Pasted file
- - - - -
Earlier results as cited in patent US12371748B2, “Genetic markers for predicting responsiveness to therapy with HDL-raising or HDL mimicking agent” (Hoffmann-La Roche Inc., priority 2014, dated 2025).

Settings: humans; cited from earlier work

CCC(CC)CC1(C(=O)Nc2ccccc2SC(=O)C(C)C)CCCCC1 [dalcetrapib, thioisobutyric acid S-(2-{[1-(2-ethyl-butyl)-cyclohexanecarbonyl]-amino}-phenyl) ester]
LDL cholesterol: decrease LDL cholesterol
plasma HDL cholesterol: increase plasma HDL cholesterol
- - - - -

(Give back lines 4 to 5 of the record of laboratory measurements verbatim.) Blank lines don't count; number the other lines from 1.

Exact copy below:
LDL cholesterol: decrease LDL cholesterol
plasma HDL cholesterol: increase plasma HDL cholesterol